Boris Johnson has been issued with a county court judgement for an unpaid debt

boris johnson debt court judgement
  • Boris Johnson has been issued with a county court judgement for failing to pay a debt.
  • Court records show he was issued with the judgment for a debt of £535.
  • Johnson’s personal finances have been the subject of scrutiny in recent months.
  • The UK Prime Minister reportedly used a donation from an undeclared source to pay for the renovation of his flat.
  • See more stories on Insider’s business page.

Boris Johnson has been issued with a county court judgement for an unpaid debt.

The judgement, revealed by the Private Eye magazine on Wednesday and seen by Insider, shows that the judgement against the UK Prime Minister came last October after failed to pay the debt of £535.

Despite the debt being issued more than six months ago, it is rated as an “unsatisfied record,” suggesting that it has yet to be paid off by the prime minister.

Johnson’s Downing Street residence is listed on the court judgement.

It is not clear what the debt relates to, but such judgements are issued when a person or organisation takes action against someone claiming they owe them money and the person does not respond.

The judgement poses awkward questions for the prime minister, whose private financial arrangements have been under significant scrutiny in recent months.

The government’s own website for county court judgements for debt advises: “Records of judgments are kept for 6 years unless you pay the full amount within a month – this can make it hard to get credit.”

“If you do owe the money, you should arrange to pay what you can afford.”

boris debt

Johnson has reportedly told friends since arriving in Downing Street that his prime ministerial salary of around £160,000 is not enough to sustain his expensive lifestyle.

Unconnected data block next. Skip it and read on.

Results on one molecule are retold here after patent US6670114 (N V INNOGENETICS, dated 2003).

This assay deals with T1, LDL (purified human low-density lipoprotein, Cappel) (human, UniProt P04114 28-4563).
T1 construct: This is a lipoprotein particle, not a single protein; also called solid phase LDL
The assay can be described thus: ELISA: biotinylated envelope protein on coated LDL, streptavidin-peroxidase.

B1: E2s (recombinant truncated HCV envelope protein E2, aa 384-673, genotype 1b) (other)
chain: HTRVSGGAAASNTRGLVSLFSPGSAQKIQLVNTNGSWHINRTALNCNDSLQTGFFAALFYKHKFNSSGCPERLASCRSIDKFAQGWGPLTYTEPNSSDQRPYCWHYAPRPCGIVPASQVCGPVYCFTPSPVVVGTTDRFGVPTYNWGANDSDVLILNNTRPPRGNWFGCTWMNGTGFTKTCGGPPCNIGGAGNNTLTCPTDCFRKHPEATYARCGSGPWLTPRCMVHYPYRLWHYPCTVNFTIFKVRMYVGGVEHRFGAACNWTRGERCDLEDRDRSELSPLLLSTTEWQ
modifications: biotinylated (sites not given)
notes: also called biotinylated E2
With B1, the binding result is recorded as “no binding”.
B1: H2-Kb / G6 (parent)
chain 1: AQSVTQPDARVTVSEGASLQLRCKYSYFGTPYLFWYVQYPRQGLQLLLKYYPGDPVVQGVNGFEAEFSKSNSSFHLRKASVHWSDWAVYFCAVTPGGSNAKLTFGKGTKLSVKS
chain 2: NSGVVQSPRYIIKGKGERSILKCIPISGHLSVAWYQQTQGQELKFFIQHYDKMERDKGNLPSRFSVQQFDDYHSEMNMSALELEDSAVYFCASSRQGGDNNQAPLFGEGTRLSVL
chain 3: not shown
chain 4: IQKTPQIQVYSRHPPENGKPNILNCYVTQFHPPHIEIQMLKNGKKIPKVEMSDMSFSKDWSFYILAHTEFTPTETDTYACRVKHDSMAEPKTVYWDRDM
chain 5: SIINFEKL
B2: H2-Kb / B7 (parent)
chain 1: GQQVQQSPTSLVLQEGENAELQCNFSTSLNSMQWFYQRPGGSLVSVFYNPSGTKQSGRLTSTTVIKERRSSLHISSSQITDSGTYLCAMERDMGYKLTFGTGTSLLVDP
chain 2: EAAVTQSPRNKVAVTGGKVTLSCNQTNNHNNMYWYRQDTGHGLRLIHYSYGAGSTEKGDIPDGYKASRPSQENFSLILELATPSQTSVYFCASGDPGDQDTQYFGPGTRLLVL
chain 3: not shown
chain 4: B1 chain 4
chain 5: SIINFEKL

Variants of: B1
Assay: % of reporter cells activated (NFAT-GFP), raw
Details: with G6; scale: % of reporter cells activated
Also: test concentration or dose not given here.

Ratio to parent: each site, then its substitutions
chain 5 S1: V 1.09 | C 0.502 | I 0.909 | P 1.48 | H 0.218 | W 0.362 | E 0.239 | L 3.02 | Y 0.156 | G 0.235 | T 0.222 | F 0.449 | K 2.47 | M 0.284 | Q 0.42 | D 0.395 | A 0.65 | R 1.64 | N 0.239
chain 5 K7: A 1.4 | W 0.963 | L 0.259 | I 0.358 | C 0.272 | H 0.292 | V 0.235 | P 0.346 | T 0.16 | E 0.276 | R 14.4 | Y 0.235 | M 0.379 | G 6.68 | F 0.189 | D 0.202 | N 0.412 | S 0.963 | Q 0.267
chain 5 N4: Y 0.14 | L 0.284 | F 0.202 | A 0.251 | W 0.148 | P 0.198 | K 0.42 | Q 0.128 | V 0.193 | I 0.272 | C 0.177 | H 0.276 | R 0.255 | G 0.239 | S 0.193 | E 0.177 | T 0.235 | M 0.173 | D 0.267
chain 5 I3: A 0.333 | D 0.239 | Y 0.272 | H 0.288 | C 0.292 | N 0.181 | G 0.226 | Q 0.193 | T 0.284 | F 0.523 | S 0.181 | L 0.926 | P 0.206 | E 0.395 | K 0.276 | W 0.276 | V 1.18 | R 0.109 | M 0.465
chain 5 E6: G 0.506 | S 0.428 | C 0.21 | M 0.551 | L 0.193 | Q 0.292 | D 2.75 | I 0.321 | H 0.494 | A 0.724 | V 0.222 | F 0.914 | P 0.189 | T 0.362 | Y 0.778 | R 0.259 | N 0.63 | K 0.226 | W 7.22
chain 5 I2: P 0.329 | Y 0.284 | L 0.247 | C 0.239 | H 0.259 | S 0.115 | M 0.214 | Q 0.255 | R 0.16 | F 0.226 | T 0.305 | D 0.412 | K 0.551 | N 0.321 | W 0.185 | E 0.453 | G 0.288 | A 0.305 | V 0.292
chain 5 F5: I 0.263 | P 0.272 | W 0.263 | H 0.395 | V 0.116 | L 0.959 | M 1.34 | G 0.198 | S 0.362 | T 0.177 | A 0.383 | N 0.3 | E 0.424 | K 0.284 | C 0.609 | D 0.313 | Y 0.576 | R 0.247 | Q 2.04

He recently settled a costly divorce with his ex-wife Marina Wheeler and is understood to support at least four of his children financially.

The UK’s parliamentary watchdog this week announced this week that it was investigating Johnson for a holiday he took to the Caribbean island of Mustique in December 2019 and January 2020, amid confusion over who footed the bill for the £15,000 trip.

He was also the subject of extensive media scrutiny after questions arose over who funded a lavish refurbishment of the Downing Street flat where he lives with his fiancée Carrie Symonds.

Johnson ultimately paid the excess cost of the refurbishment himself, but his former chief aide Dominic Cummings claimed the prime minister had initially sought for a donor to cover the costs.

The Electoral Commission, the UK’s elections watchdog, is investigating whether the refurbishment broke the law after concluding that there were “reasonable grounds to suspect that an offence or offences may have occurred.”

Downing Street also refused to deny that he had asked a Conservative donor to pay for his son’s childcare.

A spokesperson for Johnson was contacted for comment.

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